Guitar Class in the Cornhusker State
Number 11: The State of Nebraska
By Thomas Amoriello Jr.
NAfME Council for Guitar Education Chair
Joshua Austin is currently the North Central Division Representative on the NAfME Council for Guitar Education. He is the director of Classroom Guitar and Music Technology/Recording at Omaha South Magnet High School where they have four distinct leveled classes of guitar. In addition to guitar, Mr. Austin also teaches three levels of Music Technology/Recording at South. His teaching experiences have included band at the middle and high school levels, mariachi, collegiate percussion and method courses, and private lessons for guitar, bass, and percussion. In his spare time, he loves playing guitar, reading, composing music, but most importantly spending time with his wife and three children.
Please tell us about your school and overall music program.
Omaha South High School is a Magnet School for Fine and Performing Arts as well as Information Technology. This doesn’t mean we audition or elect students. We have open enrollment. We just are able to offer more opportunities because of our magnet status. We currently have 2700+ students, in which roughly 30% of them participate in a music class on a daily basis. We offer three levels of piano, four levels of guitar, three levels of music technology, three orchestras, three concert bands that meet during the day, extra-curricular marching and jazz bands, as well as a vast number of choral ensembles and voice classes.
Please tell us about your own personal musical background growing up and your collegiate experience.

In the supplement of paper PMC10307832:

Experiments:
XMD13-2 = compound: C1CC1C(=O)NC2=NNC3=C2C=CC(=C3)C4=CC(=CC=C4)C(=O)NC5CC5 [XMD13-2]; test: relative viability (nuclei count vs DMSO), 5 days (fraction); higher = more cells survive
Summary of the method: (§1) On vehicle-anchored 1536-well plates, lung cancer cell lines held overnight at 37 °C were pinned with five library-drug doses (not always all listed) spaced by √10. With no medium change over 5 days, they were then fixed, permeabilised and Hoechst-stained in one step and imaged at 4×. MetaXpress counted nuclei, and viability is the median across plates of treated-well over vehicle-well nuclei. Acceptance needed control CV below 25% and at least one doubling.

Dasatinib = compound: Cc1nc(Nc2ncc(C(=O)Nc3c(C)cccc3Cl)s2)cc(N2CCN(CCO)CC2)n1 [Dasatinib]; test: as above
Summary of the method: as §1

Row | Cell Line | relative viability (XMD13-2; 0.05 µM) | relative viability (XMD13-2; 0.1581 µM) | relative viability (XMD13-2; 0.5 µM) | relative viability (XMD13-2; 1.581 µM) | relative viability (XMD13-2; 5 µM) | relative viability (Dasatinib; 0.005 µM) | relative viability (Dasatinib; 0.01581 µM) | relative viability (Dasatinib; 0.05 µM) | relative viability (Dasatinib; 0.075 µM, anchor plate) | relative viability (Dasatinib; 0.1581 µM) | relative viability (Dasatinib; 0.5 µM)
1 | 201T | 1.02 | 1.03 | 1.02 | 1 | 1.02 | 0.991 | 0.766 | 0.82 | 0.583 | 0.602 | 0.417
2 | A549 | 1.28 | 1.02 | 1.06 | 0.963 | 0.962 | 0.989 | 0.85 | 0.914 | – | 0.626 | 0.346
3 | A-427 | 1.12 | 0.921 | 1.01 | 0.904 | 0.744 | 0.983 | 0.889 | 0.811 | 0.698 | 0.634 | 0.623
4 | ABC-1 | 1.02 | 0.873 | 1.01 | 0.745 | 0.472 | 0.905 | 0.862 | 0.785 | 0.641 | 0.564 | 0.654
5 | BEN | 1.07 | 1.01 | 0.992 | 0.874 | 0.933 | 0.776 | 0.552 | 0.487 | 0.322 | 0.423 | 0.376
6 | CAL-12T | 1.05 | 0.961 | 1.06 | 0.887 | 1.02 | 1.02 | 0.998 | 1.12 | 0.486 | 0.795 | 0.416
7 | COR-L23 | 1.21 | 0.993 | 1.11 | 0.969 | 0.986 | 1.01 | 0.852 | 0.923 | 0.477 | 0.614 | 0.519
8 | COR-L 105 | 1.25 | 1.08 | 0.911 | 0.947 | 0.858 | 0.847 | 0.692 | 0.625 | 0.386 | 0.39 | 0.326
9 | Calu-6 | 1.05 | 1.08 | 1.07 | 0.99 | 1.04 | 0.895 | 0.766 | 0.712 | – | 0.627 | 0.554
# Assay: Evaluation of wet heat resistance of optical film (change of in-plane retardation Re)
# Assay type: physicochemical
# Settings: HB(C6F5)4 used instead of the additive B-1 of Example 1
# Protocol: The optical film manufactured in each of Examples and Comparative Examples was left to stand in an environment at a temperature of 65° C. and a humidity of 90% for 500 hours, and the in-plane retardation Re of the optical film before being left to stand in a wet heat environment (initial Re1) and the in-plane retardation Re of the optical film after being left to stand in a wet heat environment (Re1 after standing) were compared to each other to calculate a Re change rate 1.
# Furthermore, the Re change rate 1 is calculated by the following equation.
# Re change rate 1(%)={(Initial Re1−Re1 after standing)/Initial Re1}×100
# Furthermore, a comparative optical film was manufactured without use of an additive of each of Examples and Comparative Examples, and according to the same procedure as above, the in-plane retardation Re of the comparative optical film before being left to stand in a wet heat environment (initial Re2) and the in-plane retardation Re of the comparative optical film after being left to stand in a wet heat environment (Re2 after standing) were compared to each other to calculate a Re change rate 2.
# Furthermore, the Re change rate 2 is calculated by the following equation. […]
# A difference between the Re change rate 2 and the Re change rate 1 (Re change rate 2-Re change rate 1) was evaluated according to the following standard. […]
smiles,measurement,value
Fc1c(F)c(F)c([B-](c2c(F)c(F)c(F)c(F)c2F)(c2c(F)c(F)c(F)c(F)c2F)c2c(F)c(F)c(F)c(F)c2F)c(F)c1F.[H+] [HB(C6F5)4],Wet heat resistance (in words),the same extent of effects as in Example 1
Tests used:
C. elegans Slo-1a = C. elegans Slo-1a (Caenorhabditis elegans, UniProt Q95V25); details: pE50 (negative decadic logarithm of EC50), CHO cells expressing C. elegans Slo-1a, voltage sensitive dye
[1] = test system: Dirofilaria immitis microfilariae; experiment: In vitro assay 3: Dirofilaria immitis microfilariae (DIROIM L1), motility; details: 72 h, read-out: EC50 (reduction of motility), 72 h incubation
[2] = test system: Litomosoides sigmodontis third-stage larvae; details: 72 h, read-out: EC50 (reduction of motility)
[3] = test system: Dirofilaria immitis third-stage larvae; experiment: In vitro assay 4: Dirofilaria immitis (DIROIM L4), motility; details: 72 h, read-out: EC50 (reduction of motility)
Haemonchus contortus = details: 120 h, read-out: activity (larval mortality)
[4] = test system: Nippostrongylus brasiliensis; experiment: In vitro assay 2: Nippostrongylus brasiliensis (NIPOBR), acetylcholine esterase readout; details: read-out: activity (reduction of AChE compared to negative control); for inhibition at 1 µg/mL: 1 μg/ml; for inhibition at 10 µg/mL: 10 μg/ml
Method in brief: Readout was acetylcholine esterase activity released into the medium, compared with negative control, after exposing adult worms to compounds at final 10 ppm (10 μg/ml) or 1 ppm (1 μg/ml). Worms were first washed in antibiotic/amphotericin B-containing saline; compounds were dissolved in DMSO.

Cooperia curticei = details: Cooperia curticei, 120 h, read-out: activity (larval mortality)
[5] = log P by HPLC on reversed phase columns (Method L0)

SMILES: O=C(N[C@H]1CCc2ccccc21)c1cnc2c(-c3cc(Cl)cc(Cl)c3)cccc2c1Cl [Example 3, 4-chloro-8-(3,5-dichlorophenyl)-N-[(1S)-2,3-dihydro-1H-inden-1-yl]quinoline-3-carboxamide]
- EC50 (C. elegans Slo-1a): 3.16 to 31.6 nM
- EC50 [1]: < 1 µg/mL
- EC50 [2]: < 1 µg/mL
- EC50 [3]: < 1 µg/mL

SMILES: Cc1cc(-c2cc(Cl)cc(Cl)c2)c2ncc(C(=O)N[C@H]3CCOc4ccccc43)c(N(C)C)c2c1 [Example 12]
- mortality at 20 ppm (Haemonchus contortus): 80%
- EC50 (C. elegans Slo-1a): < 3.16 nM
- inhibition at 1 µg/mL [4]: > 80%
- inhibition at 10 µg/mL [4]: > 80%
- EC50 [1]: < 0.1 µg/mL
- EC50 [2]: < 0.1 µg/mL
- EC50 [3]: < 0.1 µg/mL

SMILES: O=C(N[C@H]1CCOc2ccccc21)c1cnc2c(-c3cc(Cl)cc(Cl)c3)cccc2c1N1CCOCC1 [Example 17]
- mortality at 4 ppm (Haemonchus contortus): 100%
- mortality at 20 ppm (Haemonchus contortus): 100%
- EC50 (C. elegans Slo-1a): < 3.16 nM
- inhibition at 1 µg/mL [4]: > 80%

My father was a band director for 40+ years, so I got involved in music at an early age. I began piano at five years old. In elementary I joined band as a drummer (to my father’s dismay). He told me very young, “You will be a percussionist, not a drummer.” I then began bass guitar when I was in 8th grade. With my parents’ support and direction, I was given private lessons (for percussion) for the whole of my public school experience. The high-quality high school band program and the amazing instruction of my high school band directors and private instructors gave me the skills to experience Honor Bands, Drum Corps, a gigging jazz quartet, and playing with local and regional symphony orchestras all during high school and college. Even with all the performance opportunities I had, the whole time I had my eyes set on music education. I was able to assist and instruct high school marching bands and drumlines every year of my college career, and that is what gave me the most joy.